Ancient Buddhist training emphasizes the value of investigating reality and finding the truth of the outside world as well as the contents of one’s own mind.  Its teachings define a person as a constantly changing dynamic stream and this follows closely what has now been learned about neuroplasticity.  The idea that we are constantly changing means there is no intrinsic nature to the self or the mind.  We may be products of the past, but we always have had the opportunity to reshape ourselves.  And at long last, the scientists agree.

Read these books—both of them.  They will convince you that you possess the ability to do what you choose to do; it may take time and some effort, but you CAN do it!  We can train ourselves to be kinder, to pay more attention, to exhibit more compassion, and to be less defensive, self-centered, aggressive, and warring.  Now wouldn’t that be something!?!

The Deadly Comfort Zone

Singer and songwriter, Paul Simon has a line in his wonderful poem set to music, American Tune, that has always resonated with me. “For we’ve lived so well, so long…” it goes, and later in another verse, he cautions, “…you can’t be forever blessed.”  We have been blessed here,  in the safe, secure, wealthy nations of the developed world.  And as we grow older, it seems that we have also been lulled to sleep, cradled in our comfort zones, dead to the world.

What happened to our thirst to learn and discover new things we had as children?   Think about your grandchildren in their first year, taking those tentative steps, wanting to touch, taste, smell everything.  We were all like that once.  Then, gradually, without our noticing, we started craving something else — safety, security, the known world — even to the point of shrinking our aspirations to fit into what was comfortable, predictable, easy.  In the process, we have sacrificed resilience and resourcefulness, the ability to adapt to changing circumstances upon which our survival as a species depended.  We gave up, and opted for ‘assisted living’ long before our time (if there is ever a time).

Even if you recognize some part of yourself here, the situation is reversible.  True, the bell tolls for us all.  But in the meantime, what is there to stop us from making the most of the ‘life we are given‘ to borrow from a title of a wonderful book by George Leonard and Michael Murphy, pioneers of the human potential movement and founders of Esalen Institute in Big Sur, California.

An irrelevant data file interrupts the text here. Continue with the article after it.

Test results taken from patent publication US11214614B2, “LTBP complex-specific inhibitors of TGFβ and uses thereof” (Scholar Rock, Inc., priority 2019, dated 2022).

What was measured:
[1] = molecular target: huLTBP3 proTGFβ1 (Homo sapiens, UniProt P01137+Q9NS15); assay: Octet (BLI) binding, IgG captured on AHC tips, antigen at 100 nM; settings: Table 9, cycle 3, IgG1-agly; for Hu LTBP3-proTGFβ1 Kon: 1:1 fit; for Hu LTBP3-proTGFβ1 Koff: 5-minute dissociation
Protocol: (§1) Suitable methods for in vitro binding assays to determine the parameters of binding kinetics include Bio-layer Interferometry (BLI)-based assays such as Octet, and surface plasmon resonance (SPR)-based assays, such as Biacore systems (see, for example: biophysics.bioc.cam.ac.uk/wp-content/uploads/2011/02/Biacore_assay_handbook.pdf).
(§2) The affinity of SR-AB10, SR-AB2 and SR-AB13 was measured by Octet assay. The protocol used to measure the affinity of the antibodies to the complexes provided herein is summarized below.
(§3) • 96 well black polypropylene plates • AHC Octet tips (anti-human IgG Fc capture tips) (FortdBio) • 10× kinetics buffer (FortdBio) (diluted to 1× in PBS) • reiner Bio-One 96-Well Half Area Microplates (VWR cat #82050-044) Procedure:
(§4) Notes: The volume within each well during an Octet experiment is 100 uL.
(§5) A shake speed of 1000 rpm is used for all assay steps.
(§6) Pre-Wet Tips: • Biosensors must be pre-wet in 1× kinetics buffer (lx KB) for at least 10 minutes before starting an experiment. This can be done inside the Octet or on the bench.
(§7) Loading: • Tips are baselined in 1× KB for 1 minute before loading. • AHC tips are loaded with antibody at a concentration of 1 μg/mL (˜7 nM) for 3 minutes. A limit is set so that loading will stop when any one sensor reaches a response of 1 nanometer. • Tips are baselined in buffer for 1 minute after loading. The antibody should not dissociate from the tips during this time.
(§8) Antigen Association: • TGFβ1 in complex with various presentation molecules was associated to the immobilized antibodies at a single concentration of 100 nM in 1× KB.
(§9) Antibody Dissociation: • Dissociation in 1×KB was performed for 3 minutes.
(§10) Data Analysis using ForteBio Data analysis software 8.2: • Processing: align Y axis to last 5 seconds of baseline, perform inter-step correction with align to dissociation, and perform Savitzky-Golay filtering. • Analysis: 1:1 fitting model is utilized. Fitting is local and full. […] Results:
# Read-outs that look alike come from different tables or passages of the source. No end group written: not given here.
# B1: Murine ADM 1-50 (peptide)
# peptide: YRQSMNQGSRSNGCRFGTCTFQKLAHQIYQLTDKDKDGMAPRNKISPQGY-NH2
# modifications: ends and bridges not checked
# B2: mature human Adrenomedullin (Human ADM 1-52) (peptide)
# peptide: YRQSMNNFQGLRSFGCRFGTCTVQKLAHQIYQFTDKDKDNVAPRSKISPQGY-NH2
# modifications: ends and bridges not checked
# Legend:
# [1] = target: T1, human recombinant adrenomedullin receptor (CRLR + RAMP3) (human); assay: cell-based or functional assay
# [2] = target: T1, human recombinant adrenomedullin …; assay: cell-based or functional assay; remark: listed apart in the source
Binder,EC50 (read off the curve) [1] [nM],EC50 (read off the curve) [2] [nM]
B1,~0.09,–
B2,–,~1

Published in 1995, this workbook for Leonard and Murphy’s Intergral Transformative Practice, remains a prototype, indeed a classic, of the self-help genre.  It weaves together proven practices: exercise, diet, daily affirmations, and community, into a program that is both rigorous and enjoyable.  (ITP groups continue to form today).  Here’s a quote from novelist, James Agee, that sets the book’s tone: “I believe that every human being is potentially capable, within his ‘limits,’ of fully ‘realizing’ his potentialities; that … his being cheated and choked of it, is infinitely the ghastliest, commonest, and most inclusive of all the crimes of which the human world can accuse itself.”

Is waking up hard to do?  Perhaps.  But clinging to the deadly comfort zone is a far worse choice.  Conclude Leonard and Murphy: “We believe that by the very nature of things, each of us carries a spark of divinity in every cell and that we have the potential to manifest powers of body, mind, heart, and soul beyond our present ability to imagine. We believe that a society could find no better primary intention, no more appropriate compass course for its programs and policies, than the realization of every citizen’s positive potential.”  Amen.  And go for it!

More information:

Excerpt from The Life We Are Given
Integral Transformative Practice Workshops
Esalen Institute in Big Sur, California

World Cafe – a conversational process for breakthrough thinking.

Institute of Noetic Sciences

Go Online, Get Happy and Healthy!